Nafplio is located less than two hour’s drive by car from Athens, on the Peloponnese peninsula. The beautiful old city has a wealth of narrow alleyways and streets, steep stairs, taverns serving delicious Greek food, lively bars, clubs and cafés, a lovely seafront promenade, and enough sights to fill a week or two. But the best is perhaps just being in this wonderful city, watch the sun go down behind the mountains, colouring the bay red, or relax in the central square and look at the playful children, couples, friends and families enjoying food, wine or frappé.
This vast and spectacular citadel stands on a 216m-high outcrop of rock with excellent views down onto the sea and surrounding land. It was built by the Venetians between 1711 and 1714, and is regarded as a masterpiece of military architecture. Within its walls stands a series of independent bastions, strategically located across the hill. The most important, and best preserved, is the western Agios Andreas Bastion , which stands at the top of the steps from town. It was the home of the garrison commander, and it is named after the tiny church in the interior courtyard. There are wonderful views over the Akronafplia and the old town from the bastion walls.
The island fortress of Bourtzi lies about 600m west of the town’s port. Most of the existing structure was built by the Venetians. Boats to the island leave from the northeastern end of Akti Miaouli.
Rising above the old part of town, the Akronafplia fortress is the oldest of Nafplio’s three castles, although there’s much less to see here than at the other two forts. The lower sections of the walls date back to the Bronze Age. Until the arrival of the Venetians, the town was restricted to within its walls. The Turks called it İç Kale (meaning ‘inner castle’). It was used as a political prison from 1936 to 1956.
There’s a lift up to the fortress from Plateia Poliko Nosokomiou at the western edge of town (it accesses the Nafplia Palace hotel complex). The old gateway to the fortress, crowned with a fine Venetian lion emblem, is at the top of Potamianou above Hotel Marianna.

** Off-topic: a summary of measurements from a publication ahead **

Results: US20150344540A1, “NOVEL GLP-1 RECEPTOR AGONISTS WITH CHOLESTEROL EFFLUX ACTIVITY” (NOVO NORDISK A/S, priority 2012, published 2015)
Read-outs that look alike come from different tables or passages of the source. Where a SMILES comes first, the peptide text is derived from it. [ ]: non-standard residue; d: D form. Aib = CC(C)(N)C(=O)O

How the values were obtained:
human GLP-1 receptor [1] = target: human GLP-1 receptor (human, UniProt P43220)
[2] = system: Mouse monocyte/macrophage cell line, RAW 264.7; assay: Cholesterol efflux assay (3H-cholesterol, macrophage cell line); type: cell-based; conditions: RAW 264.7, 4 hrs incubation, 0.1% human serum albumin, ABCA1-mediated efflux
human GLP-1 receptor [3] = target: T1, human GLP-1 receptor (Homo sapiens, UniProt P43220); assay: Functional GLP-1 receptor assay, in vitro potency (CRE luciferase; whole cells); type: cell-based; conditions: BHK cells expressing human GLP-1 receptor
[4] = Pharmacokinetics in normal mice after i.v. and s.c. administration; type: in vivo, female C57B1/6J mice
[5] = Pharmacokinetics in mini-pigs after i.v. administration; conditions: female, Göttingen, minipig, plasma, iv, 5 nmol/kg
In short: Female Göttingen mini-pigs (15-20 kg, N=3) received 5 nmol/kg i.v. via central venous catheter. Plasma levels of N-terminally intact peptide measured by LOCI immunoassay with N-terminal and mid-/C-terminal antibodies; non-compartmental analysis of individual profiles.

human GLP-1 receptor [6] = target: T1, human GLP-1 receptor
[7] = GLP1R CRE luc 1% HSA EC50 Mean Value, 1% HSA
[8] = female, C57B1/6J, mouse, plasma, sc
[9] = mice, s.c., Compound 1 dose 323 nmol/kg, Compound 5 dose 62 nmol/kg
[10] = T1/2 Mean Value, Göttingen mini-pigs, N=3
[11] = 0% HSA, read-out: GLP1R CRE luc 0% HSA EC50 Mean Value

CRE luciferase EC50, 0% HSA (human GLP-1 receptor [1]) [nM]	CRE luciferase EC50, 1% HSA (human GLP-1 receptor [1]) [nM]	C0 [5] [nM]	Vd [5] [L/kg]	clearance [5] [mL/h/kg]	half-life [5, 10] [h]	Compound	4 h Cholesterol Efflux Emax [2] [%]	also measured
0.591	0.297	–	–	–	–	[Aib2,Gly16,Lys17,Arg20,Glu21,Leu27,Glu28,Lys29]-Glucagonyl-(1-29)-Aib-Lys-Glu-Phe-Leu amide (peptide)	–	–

This arm of the Athens National Gallery is housed in a stunningly restored neoclassical building. It features works on the 1821 Greek War of Independence, including works by Greek painters Vryzakis and Tsokos, considered the most important artists of the postwar years.
Once you are in the shadow of platanos -mentioned above- think of how important the spot is, since, several years ago, revolutionary plans were decided by chieftains.
The square -really beautiful, like a miniature of the city- reveals the individual identity and the history of Nafplio.
Stand for a moment in the middle of the square (just a little attention to the skates behind you, beside the bike and soccer ball, oops, your head) and observe the buildings. I am sure that you are definitely going to feel the energy!
The historical buildings around the square
Here you can see the building of parliament, which housed the first Greek Parliament.
Right in front of you lies “Trianon”, namely the Old Mosque (the oldest surviving example of Othoman architecture in the city). Next to it Ioannis Kapodistrias‘s palace and Theodoros Kolokotronis‘s house, and of course the Archaeological Museum.
A square full of life
Now, once you get a good dose of history, you will sit in the sqare for a coffee or a drink. Here you will find everybody in the morning, as well as the evening, since it is a square alive day and night. From here, your most beautiful walks will begin towards the old city. And here again you will end up.